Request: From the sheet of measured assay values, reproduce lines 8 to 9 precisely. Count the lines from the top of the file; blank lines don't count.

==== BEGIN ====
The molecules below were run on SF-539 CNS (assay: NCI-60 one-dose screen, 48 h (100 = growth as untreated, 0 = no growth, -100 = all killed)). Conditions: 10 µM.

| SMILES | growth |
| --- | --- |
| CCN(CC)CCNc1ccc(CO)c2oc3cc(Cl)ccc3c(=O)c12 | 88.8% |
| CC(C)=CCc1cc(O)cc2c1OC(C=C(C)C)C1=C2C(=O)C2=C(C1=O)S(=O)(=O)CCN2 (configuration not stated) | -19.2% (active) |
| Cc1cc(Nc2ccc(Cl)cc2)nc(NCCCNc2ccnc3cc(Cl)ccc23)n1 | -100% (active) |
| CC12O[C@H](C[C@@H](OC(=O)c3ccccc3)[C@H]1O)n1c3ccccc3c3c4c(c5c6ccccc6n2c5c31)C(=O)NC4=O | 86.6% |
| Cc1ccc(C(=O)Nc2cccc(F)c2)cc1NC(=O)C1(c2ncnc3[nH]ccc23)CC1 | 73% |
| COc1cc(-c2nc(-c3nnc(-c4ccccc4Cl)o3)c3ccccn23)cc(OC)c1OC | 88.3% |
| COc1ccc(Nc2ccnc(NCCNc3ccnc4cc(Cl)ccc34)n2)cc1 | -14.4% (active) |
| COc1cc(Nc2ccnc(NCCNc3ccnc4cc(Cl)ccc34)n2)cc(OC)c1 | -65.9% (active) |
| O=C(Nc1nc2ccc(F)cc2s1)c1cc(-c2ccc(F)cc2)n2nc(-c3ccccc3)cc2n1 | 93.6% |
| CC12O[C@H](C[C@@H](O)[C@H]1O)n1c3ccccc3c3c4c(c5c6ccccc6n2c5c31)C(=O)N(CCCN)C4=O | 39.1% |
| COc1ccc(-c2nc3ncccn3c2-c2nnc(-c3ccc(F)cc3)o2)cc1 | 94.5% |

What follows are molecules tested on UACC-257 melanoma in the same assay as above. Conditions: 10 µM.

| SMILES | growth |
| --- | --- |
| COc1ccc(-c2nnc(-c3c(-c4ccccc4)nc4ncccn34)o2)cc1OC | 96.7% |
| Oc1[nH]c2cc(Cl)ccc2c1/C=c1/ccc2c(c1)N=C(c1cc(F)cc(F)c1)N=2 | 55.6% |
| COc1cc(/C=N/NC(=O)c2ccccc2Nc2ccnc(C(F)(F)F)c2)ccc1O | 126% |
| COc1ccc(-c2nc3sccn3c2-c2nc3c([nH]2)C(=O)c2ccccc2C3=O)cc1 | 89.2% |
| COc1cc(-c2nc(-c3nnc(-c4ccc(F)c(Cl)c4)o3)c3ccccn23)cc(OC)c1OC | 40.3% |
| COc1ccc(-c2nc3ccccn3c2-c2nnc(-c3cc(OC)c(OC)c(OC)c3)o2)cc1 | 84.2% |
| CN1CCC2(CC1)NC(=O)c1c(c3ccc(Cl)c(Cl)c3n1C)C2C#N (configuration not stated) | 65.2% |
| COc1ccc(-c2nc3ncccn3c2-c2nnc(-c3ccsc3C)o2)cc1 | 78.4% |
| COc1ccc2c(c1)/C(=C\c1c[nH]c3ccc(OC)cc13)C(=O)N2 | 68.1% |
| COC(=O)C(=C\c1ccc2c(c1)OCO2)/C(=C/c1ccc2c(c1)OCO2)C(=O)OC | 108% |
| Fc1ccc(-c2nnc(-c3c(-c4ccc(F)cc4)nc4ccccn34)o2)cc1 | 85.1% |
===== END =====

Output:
| Cc1ccc(C(=O)Nc2cccc(F)c2)cc1NC(=O)C1(c2ncnc3[nH]ccc23)CC1 | 73% |
| COc1cc(-c2nc(-c3nnc(-c4ccccc4Cl)o3)c3ccccn23)cc(OC)c1OC | 88.3% |